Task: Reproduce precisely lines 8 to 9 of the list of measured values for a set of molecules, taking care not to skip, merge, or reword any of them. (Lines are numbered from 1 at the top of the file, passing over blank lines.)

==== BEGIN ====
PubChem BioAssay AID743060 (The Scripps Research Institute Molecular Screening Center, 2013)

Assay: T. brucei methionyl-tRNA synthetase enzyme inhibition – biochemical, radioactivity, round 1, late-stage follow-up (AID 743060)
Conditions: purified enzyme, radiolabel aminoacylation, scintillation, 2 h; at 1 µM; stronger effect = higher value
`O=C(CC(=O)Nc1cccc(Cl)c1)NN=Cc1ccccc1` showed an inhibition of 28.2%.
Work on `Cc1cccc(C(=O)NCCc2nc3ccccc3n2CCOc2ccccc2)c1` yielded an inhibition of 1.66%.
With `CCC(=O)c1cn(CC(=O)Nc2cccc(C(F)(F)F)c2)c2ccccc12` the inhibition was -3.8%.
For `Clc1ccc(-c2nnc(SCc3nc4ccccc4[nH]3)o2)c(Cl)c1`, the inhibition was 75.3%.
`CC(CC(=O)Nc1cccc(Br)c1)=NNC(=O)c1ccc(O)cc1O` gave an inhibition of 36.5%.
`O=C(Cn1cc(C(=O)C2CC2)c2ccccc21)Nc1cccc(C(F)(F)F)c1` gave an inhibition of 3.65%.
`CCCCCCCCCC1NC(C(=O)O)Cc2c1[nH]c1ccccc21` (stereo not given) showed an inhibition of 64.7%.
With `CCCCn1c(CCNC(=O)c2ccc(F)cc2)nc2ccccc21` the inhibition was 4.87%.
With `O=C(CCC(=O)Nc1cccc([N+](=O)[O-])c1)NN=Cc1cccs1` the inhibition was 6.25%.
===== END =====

`CC(CC(=O)Nc1cccc(Br)c1)=NNC(=O)c1ccc(O)cc1O` gave an inhibition of 36.5%.
`O=C(Cn1cc(C(=O)C2CC2)c2ccccc21)Nc1cccc(C(F)(F)F)c1` gave an inhibition of 3.65%.